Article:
Raging Capital Bets On Chicken Farmer And WinsMark Melin
Looking at a slice in history and knowing what happens next – like reading the Raging Capital Management third quarter letter to investors in the first quarter of 2017 – provides insight. Some of what Raging Capital Chairman and Chief Investment Officer William Martin wrote before the election was a mirror image of what happened after. While some issues might have changed after the election, concerns Martin had regarding artificial buyers influencing markets is one issue that hasn't gone away.
Before the election, no concern about victor but rather concern over "frothy" credit markets
Leading into the election, Martin was concerned with “frothy” credit markets. Interest rates had just “collapsed” to new lows in July, touching 1.32%. “Amazingly, at one point in August over $13 trillion in government bonds traded at negative interest rates,” he wrote, noting a significant historical benchmark.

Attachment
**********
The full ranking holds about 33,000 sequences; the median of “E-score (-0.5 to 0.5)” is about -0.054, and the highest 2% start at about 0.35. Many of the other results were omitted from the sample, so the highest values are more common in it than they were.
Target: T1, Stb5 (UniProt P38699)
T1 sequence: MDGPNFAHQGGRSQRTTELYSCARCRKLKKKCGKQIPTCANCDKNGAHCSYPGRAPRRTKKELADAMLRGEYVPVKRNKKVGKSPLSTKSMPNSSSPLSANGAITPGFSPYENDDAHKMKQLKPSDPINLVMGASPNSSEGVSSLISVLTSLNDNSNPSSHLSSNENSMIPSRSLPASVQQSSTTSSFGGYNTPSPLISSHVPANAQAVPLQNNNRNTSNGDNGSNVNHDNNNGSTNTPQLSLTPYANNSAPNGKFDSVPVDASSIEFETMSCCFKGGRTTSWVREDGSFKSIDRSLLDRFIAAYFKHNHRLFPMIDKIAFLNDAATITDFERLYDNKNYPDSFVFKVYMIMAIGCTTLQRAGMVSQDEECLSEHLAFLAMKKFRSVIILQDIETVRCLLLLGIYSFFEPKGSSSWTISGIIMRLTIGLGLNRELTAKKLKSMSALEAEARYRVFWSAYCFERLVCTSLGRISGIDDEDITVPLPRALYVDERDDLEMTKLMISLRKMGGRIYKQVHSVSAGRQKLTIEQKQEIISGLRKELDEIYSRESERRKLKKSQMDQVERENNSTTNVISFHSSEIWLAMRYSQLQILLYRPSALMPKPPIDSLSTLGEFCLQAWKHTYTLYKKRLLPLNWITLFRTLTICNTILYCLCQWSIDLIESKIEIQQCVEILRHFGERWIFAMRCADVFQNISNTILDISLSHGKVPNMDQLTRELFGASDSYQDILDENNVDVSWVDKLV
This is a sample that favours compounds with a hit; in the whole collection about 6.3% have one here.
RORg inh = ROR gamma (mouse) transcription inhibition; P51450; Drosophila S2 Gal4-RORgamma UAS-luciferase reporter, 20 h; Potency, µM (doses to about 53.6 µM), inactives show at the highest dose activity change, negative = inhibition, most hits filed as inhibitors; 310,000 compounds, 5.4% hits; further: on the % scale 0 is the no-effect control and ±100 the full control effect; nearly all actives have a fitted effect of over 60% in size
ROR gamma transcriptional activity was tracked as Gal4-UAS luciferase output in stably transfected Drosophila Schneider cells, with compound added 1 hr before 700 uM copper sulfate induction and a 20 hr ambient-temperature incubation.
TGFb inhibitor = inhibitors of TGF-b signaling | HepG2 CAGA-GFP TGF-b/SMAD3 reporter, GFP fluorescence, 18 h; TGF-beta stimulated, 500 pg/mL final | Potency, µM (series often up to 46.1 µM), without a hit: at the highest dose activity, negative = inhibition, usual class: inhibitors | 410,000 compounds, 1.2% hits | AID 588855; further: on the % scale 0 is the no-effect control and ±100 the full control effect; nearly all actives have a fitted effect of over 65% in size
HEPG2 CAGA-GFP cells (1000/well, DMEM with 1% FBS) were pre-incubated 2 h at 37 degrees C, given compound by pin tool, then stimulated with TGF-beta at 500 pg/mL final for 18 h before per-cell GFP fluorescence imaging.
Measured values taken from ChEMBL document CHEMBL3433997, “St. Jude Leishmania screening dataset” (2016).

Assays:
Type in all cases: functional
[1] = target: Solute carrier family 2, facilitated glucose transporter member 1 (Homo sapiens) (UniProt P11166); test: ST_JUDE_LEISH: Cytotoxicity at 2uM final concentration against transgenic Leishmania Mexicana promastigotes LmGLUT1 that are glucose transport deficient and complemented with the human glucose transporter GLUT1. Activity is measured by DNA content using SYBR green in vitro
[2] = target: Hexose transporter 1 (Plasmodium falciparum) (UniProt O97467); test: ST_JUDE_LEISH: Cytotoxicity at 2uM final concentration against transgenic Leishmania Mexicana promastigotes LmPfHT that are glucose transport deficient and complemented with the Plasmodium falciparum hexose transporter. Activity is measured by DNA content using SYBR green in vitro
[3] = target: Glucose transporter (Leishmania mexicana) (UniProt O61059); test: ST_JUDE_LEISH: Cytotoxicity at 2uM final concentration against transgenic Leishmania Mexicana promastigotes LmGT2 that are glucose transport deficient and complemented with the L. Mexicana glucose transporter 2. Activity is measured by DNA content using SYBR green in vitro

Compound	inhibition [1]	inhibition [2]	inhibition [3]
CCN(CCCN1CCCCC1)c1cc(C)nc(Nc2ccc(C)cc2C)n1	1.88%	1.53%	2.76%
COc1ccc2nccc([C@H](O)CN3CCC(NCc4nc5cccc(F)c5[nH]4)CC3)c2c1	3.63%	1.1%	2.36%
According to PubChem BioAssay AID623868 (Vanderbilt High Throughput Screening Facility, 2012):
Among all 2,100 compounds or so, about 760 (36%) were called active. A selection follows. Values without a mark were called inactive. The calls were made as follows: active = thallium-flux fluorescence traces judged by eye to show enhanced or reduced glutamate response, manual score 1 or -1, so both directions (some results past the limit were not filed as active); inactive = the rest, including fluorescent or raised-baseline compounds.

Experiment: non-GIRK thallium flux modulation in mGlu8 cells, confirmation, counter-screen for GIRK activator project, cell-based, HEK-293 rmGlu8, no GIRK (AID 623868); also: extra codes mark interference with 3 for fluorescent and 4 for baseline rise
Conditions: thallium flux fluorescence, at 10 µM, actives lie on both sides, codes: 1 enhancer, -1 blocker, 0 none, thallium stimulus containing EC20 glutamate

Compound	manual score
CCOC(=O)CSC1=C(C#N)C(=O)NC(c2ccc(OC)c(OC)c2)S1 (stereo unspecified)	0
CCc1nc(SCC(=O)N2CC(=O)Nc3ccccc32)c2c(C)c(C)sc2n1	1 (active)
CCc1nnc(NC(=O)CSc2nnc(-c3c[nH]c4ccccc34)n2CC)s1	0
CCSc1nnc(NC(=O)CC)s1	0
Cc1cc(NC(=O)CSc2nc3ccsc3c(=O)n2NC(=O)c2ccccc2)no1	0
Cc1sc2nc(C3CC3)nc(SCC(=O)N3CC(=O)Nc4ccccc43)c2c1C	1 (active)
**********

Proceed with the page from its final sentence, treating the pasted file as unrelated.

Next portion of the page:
After the election, the high price paid for bonds would experience a dramatic sell-off, with yields reaching over 2.5% in a very short period of time.
At the time markets seemed like Alice in Wonderland. In fact, at that moment in time both stock and bond markets had essentially been “ignoring Brexit and a litany of other worries” and moving higher “thanks to aggressive central bank intervention,” Martin wrote in an October 18 letter to investors reviewed by ValueWalk.
But it wasn’t just interest rate manipulation that was concerning to Martin.
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